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Proceedings Paper

Interferometric optical filters utilizing metal patterns on free-standing thin substrates
Author(s): Alexander Ksendzov; Robert W. Fathauer; Paul D. Maker; Richard E. Muller; W. T. Pike; Thomas George
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Paper Abstract

A new technology for infrared optical filters is presented. We have produced a band pass filter consisting of a thin (12.4 micrometers ) Si wafer with cross-shaped metal patterns deposited on both sides. The crosses, with 6 micrometers arms, have been formed by direct-write electron- beam lithography on 1000 angstroms Al film. The filter is mounted on a 0.2 mm thick Si frame with 0.25 cm2 window, but it also can be bonded to detectors so that the filter and the detector temperature are the same. Due to the high index of refractive in Si, this filter is more tolerant to converging beams than interferometric filters made of metal meshes stretched in air that have been reported previously. When placed into an F/3 converging beam, the filter has a bandpass characteristic centered at 70 micrometers wavelength with width at half maximum (delta) (lambda) /(lambda) equals 7%. The transmission maximum is 44%. At present the band pass is limited by the non-uniformity of the available substrates. The out-of-band rejection need improving which can be achieved using additional non-interferometric filters with wider band pass made with similar technology. Another way of improving the performance is integrating the metal patterns onto the detector which will make it frequency selective. Extending the interference filter technology to shorter wavelengths is difficult due to the onset of absorption in the metal layers.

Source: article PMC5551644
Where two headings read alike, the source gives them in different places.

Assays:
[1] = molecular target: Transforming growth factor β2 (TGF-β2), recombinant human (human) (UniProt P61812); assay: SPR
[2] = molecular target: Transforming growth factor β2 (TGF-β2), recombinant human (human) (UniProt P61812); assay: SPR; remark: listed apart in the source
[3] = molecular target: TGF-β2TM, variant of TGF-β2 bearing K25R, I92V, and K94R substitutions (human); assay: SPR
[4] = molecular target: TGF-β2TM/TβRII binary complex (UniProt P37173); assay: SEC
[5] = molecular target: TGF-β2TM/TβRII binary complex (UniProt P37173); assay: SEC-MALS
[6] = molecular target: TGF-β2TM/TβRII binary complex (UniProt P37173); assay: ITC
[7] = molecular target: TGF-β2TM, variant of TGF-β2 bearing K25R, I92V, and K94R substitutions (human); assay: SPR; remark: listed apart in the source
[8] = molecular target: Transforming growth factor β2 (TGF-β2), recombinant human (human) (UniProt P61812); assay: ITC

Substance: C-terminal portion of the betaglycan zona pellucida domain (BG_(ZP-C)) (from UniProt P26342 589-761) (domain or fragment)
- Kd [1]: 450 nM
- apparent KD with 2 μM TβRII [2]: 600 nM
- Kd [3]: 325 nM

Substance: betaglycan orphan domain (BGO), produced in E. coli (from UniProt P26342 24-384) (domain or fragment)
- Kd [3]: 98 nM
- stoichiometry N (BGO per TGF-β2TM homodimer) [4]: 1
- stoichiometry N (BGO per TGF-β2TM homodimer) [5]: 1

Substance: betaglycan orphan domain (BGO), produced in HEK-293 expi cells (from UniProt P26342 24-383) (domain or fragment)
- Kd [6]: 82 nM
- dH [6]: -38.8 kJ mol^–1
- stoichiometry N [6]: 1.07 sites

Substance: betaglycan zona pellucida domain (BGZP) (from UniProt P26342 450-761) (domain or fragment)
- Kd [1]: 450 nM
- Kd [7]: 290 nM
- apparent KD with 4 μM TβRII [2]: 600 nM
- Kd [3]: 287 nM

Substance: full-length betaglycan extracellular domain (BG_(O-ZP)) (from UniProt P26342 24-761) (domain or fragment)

Paper Details

Date Published: 23 September 1994
PDF: 11 pages
Proc. SPIE 2267, Advanced Microdevices and Space Science Sensors, (23 September 1994); doi: 10.1117/12.187477
Show Author Affiliations
Alexander Ksendzov, Jet Propulsion Lab. (United States)
Robert W. Fathauer, Jet Propulsion Lab. (United States)
Paul D. Maker, Jet Propulsion Lab. (United States)
Richard E. Muller, Jet Propulsion Lab. (United States)
W. T. Pike, Jet Propulsion Lab. (United States)
Thomas George, Jet Propulsion Lab. (United States)


Published in SPIE Proceedings Vol. 2267:
Advanced Microdevices and Space Science Sensors
James A. Cutts, Editor(s)

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